Fond Memory: Stairway to Heaven

By Marc Robertz-Schwartz
B.S. Telecommunication 1989

I had just transferred to UF from Ithaca College and landed myself an overnight shift on WRUF (“Rock 104,” at the time). It was immediately impressed upon me that this was not a “college” station where the DJs picked their own music, and such. No, this was a professional radio station with a music/programming manager and deviation was strictly prohibited. One night (I guess, technically it was morning) during my 2a-6a shift, a delivered pizza began to wreck havoc with my digestive system and I desperately needed to get to the bathroom. Without hesitation, I began to try to find “Stairway to Heaven” as a song long enough to provide me the needed time without having dead-air if I was not back at the board to play the next scheduled song. However, in my desperation to get to the bathroom as quickly as I could, I blanked out on which CD the song was on and instead, played the longest song I could find on the Led Zeppelin CD I happened to pull off the shelf. All went as planned and I was back on the air, no one the wiser. Or so I thought…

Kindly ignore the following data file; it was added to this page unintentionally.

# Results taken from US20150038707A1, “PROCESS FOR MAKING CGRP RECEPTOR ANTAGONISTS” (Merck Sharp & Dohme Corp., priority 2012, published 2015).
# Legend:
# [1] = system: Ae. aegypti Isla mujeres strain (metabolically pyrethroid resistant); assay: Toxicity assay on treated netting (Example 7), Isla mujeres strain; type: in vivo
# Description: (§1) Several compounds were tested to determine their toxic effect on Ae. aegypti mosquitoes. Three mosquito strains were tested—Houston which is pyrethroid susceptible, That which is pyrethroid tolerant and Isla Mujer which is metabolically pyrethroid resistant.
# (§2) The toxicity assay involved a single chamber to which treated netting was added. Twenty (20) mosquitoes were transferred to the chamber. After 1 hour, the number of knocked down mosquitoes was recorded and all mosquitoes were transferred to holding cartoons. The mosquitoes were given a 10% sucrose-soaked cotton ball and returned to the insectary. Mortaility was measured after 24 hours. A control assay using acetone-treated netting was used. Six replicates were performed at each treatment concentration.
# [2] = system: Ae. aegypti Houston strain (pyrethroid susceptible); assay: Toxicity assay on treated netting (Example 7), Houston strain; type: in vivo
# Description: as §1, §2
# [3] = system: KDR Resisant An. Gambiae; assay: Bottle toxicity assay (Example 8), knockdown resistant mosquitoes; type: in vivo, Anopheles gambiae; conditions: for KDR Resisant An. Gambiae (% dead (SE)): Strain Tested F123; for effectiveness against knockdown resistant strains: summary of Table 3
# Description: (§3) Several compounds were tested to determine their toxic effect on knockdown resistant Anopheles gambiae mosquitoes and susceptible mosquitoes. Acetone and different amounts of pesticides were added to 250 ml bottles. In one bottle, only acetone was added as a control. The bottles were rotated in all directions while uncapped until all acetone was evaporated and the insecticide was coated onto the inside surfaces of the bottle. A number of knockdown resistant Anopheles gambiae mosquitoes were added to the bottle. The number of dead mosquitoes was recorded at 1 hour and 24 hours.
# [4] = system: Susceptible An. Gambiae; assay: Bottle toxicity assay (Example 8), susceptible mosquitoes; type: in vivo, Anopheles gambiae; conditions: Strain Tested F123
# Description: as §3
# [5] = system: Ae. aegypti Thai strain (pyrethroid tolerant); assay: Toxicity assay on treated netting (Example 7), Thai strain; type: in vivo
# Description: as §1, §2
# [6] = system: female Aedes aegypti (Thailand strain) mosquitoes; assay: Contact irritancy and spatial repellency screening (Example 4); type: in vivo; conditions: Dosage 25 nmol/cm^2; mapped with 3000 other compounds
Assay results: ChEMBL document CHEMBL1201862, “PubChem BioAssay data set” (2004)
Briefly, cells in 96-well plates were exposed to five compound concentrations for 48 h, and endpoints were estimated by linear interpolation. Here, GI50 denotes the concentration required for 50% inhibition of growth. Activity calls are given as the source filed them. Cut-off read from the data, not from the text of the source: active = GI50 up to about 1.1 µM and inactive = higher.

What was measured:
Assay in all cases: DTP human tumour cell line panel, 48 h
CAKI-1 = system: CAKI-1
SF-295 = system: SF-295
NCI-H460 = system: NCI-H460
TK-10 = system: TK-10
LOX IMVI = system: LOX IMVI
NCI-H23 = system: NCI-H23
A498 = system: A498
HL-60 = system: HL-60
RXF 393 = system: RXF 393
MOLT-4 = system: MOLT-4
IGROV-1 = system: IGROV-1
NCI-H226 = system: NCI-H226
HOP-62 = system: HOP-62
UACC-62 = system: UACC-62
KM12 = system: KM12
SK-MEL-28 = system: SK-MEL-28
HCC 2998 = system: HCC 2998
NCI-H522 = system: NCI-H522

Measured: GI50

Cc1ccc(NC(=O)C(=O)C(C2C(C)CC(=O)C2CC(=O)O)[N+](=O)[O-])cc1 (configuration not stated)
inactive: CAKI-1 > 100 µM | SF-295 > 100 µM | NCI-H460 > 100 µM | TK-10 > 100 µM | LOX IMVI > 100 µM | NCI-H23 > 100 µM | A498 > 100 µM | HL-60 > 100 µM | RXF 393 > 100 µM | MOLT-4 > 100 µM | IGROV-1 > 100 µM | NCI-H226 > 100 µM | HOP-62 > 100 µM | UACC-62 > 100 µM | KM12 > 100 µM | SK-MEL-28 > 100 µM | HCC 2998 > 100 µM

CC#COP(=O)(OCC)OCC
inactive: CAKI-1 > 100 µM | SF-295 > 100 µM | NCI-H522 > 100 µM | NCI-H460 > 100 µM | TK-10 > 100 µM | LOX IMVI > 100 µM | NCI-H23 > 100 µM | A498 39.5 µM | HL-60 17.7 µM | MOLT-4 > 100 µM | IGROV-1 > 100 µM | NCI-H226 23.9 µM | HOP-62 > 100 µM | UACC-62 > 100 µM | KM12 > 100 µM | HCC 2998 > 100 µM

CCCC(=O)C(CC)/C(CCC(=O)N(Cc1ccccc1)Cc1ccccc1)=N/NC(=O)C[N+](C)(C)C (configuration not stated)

The next morning I received a phone call at my apartment from the station manager telling me he needed to see me in his office immediately. Between classes, I went to go see him and he promptly began to lecture me about my playing of “an obscure Zeppelin song” which was heard by one of my co-workers. He looked me in the eye, leaned in and said, “You’re not at Ithaca anymore. I made myself clear about deviating from the station playlist. Give me one good reason not to fire you.” I explained what had happened and the unique circumstances. I sensed he wanted to laugh but would not allow himself to do so. He stared at me for a few seconds and simply said, “Well, I didn’t see that coming. Although, I’m greatly concerned – and should fire you – for not knowing what CD has ‘Stairway to Heaven.’ But I wont… because I know that you’ll never forget where to find that song next time you need it, correct?”

Ironically, the album has no title although it is often referred to as “Led Zeppelin IV.”

Posted: September 20, 2018